Improving credit quality as a result of post-GFC recovery has led to a strong environment for growth in the banking sector. As a small-cap bank with a market capitalisation of USD $1.95B, TowneBank (NASDAQ:TOWN)’s profit and value are directly affected by economic growth. This is because borrowers’ demand for, and ability to repay, their loans depend on the stability of their salaries and interest rates. Risk associated with repayment is measured by bad debt which is written off as an expense, impacting TowneBank’s bottom line. Since the level of risky assets held by the bank impacts the attractiveness of it as an investment, I will take you through three metrics that are insightful proxies for risk. Check out our latest analysis for TowneBank
Does TowneBank Understand Its Own Risks?
The ability for TowneBank to accurately forecast and provision for its bad loans shows it has a strong understanding of the level of risk it is taking on. If the level of provisioning covers 100% or more of the actual bad debt expense the bank writes off, then it is relatively accurate and prudent in its bad debt provisioning. Given its large bad loan to bad debt ratio of over 500%, TowneBank has excessively over-provisioned above the appropriate minimum of 100%, indicating the bank is extremely cautious with their expectation of bad debt and should adjust their forecast moving forward.
How Much Risk Is Too Much?
If TowneBank does not engage in overly risky lending practices, it is considered to be in good financial shape. Total loans should generally be made up of less than 3% of loans that are considered unrecoverable, also known as bad debt. Bad debt is written off when loans are not repaid. This is classified as an expense which directly impacts TowneBank’s bottom line. Since bad loans only make up a very insignificant 0.08% of its total assets, the bank exhibits very strict bad loan management and is exposed to a relatively insignificant level of risk in terms of default.
How Big Is TowneBank’s Safety Net?
TowneBank profits from lending out its various forms of borrowings and charging interest rates. Deposits from customers tend to carry the lowest risk due to the relatively stable interest rate and amount available. As a rule, a bank is considered less risky if it holds a higher level of deposits. TowneBank’s total deposit level of 87.38% of its total liabilities is very high and is well-above the sensible level of 50% for financial institutions. This may mean the bank is too cautious with its level of its safer form of borrowing and has plenty of headroom to take on risker forms of liability.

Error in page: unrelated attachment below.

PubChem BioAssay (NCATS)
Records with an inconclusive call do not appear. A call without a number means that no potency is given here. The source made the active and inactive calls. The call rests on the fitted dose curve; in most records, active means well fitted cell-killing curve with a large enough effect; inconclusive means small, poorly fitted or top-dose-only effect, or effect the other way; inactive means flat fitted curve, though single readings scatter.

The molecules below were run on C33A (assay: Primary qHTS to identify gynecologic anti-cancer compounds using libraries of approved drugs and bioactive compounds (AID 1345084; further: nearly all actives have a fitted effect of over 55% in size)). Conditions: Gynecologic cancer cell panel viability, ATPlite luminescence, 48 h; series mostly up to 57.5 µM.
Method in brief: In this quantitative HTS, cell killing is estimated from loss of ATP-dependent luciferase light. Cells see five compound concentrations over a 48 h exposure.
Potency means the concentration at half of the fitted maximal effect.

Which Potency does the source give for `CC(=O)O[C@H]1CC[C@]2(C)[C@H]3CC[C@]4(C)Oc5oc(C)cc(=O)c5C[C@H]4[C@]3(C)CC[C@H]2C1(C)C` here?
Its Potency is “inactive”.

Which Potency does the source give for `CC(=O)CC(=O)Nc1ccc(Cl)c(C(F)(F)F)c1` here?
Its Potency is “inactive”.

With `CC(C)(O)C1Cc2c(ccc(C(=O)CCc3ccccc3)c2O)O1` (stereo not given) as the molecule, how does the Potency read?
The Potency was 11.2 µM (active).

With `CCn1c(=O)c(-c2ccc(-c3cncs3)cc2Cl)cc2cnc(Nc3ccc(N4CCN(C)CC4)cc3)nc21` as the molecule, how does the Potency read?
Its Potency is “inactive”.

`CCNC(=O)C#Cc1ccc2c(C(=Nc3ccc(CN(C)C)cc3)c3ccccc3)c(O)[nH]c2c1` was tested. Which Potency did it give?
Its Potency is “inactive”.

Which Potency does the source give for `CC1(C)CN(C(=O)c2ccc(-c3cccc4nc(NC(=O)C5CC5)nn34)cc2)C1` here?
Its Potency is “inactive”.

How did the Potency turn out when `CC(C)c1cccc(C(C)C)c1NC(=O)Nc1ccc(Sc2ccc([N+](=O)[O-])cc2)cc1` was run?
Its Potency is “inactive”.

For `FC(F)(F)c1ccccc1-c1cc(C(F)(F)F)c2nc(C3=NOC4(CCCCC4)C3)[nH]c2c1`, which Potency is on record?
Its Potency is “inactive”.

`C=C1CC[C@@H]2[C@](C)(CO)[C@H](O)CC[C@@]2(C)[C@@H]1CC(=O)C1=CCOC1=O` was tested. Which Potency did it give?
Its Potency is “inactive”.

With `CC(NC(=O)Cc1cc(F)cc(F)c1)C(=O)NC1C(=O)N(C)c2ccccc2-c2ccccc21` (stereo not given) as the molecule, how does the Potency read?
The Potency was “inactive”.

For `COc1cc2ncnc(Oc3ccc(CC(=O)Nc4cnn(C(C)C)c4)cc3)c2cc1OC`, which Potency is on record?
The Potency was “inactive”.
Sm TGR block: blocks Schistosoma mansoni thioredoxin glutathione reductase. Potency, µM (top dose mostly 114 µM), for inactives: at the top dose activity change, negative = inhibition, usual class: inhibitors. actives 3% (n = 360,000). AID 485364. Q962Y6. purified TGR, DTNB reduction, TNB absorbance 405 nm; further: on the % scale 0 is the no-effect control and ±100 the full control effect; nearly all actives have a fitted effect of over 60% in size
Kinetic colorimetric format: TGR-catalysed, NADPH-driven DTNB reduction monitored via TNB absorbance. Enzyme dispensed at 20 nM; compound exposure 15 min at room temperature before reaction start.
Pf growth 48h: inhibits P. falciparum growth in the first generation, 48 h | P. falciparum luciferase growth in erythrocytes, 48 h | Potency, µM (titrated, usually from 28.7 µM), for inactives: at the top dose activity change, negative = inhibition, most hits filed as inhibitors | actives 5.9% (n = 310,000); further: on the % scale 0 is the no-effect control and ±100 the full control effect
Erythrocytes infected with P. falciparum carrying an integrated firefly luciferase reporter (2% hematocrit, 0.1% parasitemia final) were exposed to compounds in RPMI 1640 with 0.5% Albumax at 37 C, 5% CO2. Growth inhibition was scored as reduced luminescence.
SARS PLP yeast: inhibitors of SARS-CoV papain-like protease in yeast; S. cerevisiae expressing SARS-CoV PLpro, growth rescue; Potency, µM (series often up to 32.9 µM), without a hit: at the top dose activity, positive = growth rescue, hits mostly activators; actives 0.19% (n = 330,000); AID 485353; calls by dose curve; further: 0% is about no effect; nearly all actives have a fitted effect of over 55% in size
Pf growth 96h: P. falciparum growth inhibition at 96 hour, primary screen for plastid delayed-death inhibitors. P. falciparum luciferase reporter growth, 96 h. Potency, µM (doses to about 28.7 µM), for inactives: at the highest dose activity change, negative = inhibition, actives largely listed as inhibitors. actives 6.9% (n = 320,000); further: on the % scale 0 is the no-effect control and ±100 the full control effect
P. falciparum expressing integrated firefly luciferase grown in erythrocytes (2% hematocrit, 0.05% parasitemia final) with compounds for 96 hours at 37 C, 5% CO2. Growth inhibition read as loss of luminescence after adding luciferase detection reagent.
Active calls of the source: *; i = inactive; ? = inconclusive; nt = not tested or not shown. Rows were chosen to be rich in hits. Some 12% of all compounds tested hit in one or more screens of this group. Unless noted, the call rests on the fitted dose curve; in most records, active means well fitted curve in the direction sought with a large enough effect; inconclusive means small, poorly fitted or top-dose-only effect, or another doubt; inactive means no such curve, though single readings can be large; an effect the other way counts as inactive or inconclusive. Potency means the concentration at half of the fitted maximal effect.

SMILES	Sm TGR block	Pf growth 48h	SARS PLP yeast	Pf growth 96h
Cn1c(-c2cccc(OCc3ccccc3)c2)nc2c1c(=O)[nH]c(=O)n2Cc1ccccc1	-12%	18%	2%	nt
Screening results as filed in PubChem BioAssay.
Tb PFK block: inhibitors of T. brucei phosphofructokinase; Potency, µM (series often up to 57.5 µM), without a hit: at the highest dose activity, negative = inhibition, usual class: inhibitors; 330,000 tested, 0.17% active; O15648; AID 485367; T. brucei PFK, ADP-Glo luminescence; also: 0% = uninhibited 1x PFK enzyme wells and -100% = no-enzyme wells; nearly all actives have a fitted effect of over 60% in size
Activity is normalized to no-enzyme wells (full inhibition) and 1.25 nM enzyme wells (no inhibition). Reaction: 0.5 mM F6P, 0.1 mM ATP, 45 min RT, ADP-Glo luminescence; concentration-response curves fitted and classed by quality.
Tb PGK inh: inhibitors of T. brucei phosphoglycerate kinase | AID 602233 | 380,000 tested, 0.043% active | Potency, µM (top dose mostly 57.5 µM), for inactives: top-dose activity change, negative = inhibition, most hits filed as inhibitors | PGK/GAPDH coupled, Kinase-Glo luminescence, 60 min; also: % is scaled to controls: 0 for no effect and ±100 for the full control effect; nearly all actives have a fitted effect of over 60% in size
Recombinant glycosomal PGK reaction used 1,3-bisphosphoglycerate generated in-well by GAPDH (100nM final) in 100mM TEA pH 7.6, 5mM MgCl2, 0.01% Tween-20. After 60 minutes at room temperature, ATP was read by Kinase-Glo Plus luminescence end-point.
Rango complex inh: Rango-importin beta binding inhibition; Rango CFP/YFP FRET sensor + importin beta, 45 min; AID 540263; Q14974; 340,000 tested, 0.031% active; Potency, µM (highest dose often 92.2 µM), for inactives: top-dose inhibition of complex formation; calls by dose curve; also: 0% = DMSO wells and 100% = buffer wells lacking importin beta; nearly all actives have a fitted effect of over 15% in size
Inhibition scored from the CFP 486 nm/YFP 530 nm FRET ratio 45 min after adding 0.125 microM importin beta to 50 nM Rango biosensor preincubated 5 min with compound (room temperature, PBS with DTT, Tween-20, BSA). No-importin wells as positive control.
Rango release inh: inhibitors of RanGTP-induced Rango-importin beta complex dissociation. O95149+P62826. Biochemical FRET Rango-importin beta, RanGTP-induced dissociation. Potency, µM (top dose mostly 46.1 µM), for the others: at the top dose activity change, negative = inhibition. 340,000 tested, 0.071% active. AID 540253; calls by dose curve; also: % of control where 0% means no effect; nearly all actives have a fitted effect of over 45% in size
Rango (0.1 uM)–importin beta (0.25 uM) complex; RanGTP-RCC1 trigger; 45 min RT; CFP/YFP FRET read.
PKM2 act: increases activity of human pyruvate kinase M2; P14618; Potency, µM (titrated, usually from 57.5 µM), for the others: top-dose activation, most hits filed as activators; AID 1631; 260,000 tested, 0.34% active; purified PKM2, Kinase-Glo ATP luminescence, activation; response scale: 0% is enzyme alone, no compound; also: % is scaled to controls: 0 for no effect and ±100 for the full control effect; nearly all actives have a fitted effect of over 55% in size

With positive measures for all three ratios, TowneBank shows a prudent level of managing its risky assets. It has maintained a sufficient level of deposits against liabilities and reasonably provisioned for the level of bad debt. TowneBank is deemed a less risky investment given its sound and sensible lending strategy which gives us more confidence in its operational risk management. Today, we’ve only explored one aspect of TowneBank. However, as a potential stock investment, there are many more fundamentals you need to consider. I’ve put together three essential factors you should further examine:
- 1. Future Outlook: What are well-informed industry analysts predicting for TOWN’s future growth? Take a look at our free research report of analyst consensus for TOWN’s outlook.
- 2. Valuation: What is TOWN worth today? Has the future growth potential already been factored into the price? The intrinsic value infographic in our free research report helps visualize whether TOWN is currently mispriced by the market.
- 3. Other High-Performing Stocks: Are there other stocks that provide better prospects with proven track records? Explore our free list of these great stocks here.
To help readers see pass the short term volatility of the financial market, we aim to bring you a long-term focused research analysis purely driven by fundamental data. Note that our analysis does not factor in the latest price sensitive company announcements.
The author is an independent contributor and at the time of publication had no position in the stocks mentioned.